Note, however, that if zfs.clone_copy is set to true, instance copies use ZFS snapshots too. In that case, you cannot restore an instance to a snapshot taken before the last copy without having to also delete all its descendants. If this is not an option, you can copy the wanted snapshot into a new instance and then delete the old instance. You will, however, lose any other snapshots the instance might have had.

Observing I/O quotas

I/O quotas are unlikely to affect ZFS filesystems very much. That’s because ZFS is a port of a Solaris module (using SPL) and not a native Linux file system using the Linux VFS API, which is where I/O limits are applied.

Quotas#

ZFS provides two different quota properties: quota and refquota. quota restricts the total size of a dataset, including its snapshots and clones. refquota restricts only the size of the data in the dataset, not its snapshots and clones.

By default, LXD uses the quota property when you set up a quota for your storage volume. If you want to use the refquota property instead, set the zfs.use_refquota configuration for the volume (or the corresponding volume.zfs.use_refquota configuration on the storage pool for all volumes in the pool).

You can also set the zfs.use_reserve_space (or volume.zfs.use_reserve_space) configuration to use ZFS reservation or refreservation along with quota or refquota.

Configuration options#

The following configuration options are available for storage pools that use the zfs driver and for storage volumes in these pools.

Storage pool configuration#

Key

Type

Default

Description

size

string

auto (20% of free disk space, >= 5 GiB and <= 30 GiB)

Size of the storage pool when creating loop-based pools (in bytes, suffixes supported)

source

string

-

Path to an existing block device, loop file or ZFS dataset/pool

zfs.clone_copy

string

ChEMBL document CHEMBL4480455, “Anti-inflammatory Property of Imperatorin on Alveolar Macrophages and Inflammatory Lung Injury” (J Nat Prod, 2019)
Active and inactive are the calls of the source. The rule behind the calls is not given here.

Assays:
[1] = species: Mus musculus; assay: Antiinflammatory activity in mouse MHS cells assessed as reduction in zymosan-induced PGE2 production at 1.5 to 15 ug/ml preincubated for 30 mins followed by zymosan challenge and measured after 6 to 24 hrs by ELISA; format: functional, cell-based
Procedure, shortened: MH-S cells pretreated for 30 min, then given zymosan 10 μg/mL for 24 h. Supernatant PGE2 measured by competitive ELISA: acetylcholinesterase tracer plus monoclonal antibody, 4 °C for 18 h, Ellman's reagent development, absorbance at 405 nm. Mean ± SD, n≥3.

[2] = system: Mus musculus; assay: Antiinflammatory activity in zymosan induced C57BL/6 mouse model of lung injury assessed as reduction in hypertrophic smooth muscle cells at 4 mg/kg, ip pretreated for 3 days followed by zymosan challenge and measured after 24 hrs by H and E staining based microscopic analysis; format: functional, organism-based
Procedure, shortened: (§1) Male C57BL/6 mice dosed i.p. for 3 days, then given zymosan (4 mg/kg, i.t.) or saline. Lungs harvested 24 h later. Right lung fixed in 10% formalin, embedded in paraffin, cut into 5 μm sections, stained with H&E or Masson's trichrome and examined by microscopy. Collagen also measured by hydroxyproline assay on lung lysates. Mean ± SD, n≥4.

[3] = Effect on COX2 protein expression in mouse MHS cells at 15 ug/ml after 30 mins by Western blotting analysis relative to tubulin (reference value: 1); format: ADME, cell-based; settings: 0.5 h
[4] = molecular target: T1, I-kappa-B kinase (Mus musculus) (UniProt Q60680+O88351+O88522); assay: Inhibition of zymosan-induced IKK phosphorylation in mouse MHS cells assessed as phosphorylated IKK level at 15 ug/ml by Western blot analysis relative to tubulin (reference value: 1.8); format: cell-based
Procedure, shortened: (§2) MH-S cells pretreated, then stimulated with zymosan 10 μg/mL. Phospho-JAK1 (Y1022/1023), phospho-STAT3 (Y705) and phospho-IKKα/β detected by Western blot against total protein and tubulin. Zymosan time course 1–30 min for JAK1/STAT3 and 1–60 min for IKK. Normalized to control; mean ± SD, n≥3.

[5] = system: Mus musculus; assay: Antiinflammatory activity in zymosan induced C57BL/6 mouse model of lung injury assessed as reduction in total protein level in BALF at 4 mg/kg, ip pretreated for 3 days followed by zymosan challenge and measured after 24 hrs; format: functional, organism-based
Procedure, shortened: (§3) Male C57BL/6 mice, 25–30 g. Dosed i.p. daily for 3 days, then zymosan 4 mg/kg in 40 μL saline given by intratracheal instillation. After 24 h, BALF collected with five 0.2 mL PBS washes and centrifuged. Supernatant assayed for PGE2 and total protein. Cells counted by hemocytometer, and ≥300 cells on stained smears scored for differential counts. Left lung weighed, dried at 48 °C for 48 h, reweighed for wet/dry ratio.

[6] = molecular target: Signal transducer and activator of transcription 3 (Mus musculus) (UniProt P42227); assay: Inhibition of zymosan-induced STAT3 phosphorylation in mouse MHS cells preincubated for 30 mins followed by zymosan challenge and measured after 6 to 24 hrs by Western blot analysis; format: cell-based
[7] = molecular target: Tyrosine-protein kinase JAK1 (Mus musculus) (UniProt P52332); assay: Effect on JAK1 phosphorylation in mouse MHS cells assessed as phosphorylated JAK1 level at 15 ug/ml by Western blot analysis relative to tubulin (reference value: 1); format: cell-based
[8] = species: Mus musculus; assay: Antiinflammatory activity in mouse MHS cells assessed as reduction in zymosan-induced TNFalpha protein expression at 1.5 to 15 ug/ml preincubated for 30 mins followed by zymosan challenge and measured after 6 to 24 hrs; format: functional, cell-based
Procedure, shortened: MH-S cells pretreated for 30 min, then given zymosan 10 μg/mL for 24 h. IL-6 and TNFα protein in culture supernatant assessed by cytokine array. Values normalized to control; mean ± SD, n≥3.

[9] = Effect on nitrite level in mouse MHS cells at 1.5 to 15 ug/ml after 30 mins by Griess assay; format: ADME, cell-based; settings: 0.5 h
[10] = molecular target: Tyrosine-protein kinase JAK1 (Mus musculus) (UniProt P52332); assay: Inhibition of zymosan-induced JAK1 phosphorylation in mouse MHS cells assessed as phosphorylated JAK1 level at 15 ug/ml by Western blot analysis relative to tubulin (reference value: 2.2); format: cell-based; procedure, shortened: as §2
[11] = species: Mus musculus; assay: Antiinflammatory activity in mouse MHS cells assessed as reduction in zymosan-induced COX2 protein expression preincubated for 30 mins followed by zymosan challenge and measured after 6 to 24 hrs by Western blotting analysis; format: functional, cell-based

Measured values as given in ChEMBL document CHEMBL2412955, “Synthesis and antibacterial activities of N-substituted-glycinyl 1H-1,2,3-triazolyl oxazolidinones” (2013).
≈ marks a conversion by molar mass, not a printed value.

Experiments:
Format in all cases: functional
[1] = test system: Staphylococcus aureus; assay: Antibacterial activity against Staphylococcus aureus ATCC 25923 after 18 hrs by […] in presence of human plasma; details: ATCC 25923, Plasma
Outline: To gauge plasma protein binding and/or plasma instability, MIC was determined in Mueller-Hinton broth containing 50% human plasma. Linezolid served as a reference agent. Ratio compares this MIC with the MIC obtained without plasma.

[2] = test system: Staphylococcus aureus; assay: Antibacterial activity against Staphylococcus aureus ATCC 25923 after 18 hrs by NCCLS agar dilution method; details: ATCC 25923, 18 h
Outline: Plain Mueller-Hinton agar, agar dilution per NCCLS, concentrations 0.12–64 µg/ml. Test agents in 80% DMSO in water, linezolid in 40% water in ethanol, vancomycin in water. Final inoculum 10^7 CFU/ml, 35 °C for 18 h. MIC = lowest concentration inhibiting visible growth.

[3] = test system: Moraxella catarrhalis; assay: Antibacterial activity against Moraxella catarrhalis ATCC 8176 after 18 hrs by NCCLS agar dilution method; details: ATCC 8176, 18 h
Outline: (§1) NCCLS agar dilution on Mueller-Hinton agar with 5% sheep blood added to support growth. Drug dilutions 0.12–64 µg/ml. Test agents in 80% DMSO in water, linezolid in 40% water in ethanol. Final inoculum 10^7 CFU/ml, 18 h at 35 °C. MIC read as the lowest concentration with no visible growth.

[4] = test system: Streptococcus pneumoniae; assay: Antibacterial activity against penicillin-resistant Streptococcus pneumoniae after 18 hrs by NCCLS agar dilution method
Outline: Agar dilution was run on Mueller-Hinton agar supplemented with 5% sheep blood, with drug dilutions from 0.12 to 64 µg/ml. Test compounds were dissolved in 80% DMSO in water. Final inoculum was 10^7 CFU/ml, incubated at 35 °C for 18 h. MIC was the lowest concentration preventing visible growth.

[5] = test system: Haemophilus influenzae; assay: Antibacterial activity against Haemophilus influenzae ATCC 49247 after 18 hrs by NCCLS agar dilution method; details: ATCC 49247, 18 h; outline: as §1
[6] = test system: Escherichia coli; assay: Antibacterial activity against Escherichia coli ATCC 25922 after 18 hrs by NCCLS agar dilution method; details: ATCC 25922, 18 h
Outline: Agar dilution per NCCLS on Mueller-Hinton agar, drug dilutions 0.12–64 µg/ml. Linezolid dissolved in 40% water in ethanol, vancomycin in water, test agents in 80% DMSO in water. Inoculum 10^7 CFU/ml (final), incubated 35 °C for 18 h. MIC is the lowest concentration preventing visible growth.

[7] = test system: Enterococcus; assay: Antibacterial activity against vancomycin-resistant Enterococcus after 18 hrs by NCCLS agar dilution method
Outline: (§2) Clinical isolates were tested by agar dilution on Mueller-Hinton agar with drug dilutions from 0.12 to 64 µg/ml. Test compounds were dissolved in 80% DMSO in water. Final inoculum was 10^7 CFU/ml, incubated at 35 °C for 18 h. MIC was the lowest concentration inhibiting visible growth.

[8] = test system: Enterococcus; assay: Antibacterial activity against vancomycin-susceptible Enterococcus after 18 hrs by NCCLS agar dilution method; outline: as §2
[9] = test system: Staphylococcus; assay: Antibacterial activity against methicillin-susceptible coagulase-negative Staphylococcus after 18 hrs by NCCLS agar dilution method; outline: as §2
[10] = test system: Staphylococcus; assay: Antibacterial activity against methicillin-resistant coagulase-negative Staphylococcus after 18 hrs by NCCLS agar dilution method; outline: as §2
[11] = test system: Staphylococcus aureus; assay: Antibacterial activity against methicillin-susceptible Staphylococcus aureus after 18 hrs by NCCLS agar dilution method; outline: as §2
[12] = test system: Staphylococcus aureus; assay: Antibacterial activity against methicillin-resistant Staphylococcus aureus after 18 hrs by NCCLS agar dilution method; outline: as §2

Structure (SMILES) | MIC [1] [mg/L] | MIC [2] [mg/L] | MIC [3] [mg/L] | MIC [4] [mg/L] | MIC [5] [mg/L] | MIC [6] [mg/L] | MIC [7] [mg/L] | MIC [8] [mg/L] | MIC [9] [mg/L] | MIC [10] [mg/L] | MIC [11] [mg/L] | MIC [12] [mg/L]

true

Whether to use ZFS lightweight clones rather than full dataset copies (Boolean), or rebase to copy based on the initial image

zfs.export

bool

true

Disable zpool export while unmount performed

zfs.pool_name

string

name of the pool

Name of the zpool

Tip

In addition to these configurations, you can also set default values for the storage volume configurations. See Configure default values for storage volumes.

Storage volume configuration#

Key

Type

Condition

Default

Description

security.shifted

bool

custom volume

same as volume.security.shifted or false

Enable ID shifting overlay (allows attach by multiple isolated instances)

security.unmapped

bool

custom volume

same as volume.security.unmapped or false

Disable ID mapping for the volume

size

string

appropriate driver

same as volume.size

Size/quota of the storage volume

snapshots.expiry

string

custom volume

same as volume.snapshots.expiry

Controls when snapshots are to be deleted (expects an expression like 1M 2H 3d 4w 5m 6y)

snapshots.pattern

string

custom volume

same as volume.snapshots.pattern or snap%d

Pongo2 template string that represents the snapshot name (used for scheduled snapshots and unnamed snapshots)

snapshots.schedule

string

custom volume

same as snapshots.schedule

Cron expression (<minute> <hour> <dom> <month> <dow>), or a comma separated list of schedule aliases (@hourly, @daily, @midnight, @weekly, @monthly, @annually, @yearly)

zfs.blocksize

string

ZFS driver

same as volume.zfs.blocksize

Size of the ZFS block in range from 512 to 16 MiB (must be power of 2) - for block volume, a maximum value of 128 KiB will be used even if a higher value is set

zfs.remove_snapshots

bool

ZFS driver

same as volume.zfs.remove_snapshots or false

Remove snapshots as needed

zfs.use_refquota

bool

ZFS driver

same as volume.zfs.use_refquota or false

Use refquota instead of quota for space

zfs.reserve_space

bool

ZFS driver

same as volume.zfs.reserve_space or false

Use reservation/refreservation along with quota/refquota